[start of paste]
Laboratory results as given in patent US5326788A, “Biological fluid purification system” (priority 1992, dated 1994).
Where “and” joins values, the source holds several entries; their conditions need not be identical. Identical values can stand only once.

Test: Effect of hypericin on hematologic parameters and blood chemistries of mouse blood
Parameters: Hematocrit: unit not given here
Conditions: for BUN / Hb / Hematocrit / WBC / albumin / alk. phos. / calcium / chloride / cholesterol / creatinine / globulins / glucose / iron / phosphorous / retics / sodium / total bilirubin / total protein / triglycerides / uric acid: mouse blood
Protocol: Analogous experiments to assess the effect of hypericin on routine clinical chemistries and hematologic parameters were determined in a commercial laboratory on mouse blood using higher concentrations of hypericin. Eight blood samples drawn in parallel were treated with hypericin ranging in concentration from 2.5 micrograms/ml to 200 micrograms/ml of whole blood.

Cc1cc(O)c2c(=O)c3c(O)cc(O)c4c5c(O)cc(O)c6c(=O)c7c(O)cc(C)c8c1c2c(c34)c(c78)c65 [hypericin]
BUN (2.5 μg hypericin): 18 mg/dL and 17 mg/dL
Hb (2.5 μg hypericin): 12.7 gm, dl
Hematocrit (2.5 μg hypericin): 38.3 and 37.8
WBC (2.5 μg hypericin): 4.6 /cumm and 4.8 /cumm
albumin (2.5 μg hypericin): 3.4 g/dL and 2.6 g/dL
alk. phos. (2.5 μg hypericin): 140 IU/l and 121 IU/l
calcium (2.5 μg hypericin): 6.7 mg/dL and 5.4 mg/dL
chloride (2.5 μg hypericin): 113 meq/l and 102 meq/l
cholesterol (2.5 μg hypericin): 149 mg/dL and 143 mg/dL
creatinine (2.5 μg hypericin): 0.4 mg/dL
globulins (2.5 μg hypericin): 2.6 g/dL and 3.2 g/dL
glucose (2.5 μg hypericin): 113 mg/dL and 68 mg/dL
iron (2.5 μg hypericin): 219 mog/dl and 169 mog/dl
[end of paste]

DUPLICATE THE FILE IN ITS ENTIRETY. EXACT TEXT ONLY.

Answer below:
Laboratory results as given in patent US5326788A, “Biological fluid purification system” (priority 1992, dated 1994).
Where “and” joins values, the source holds several entries; their conditions need not be identical. Identical values can stand only once.

Test: Effect of hypericin on hematologic parameters and blood chemistries of mouse blood
Parameters: Hematocrit: unit not given here
Conditions: for BUN / Hb / Hematocrit / WBC / albumin / alk. phos. / calcium / chloride / cholesterol / creatinine / globulins / glucose / iron / phosphorous / retics / sodium / total bilirubin / total protein / triglycerides / uric acid: mouse blood
Protocol: Analogous experiments to assess the effect of hypericin on routine clinical chemistries and hematologic parameters were determined in a commercial laboratory on mouse blood using higher concentrations of hypericin. Eight blood samples drawn in parallel were treated with hypericin ranging in concentration from 2.5 micrograms/ml to 200 micrograms/ml of whole blood.

Cc1cc(O)c2c(=O)c3c(O)cc(O)c4c5c(O)cc(O)c6c(=O)c7c(O)cc(C)c8c1c2c(c34)c(c78)c65 [hypericin]
BUN (2.5 μg hypericin): 18 mg/dL and 17 mg/dL
Hb (2.5 μg hypericin): 12.7 gm, dl
Hematocrit (2.5 μg hypericin): 38.3 and 37.8
WBC (2.5 μg hypericin): 4.6 /cumm and 4.8 /cumm
albumin (2.5 μg hypericin): 3.4 g/dL and 2.6 g/dL
alk. phos. (2.5 μg hypericin): 140 IU/l and 121 IU/l
calcium (2.5 μg hypericin): 6.7 mg/dL and 5.4 mg/dL
chloride (2.5 μg hypericin): 113 meq/l and 102 meq/l
cholesterol (2.5 μg hypericin): 149 mg/dL and 143 mg/dL
creatinine (2.5 μg hypericin): 0.4 mg/dL
globulins (2.5 μg hypericin): 2.6 g/dL and 3.2 g/dL
glucose (2.5 μg hypericin): 113 mg/dL and 68 mg/dL
iron (2.5 μg hypericin): 219 mog/dl and 169 mog/dl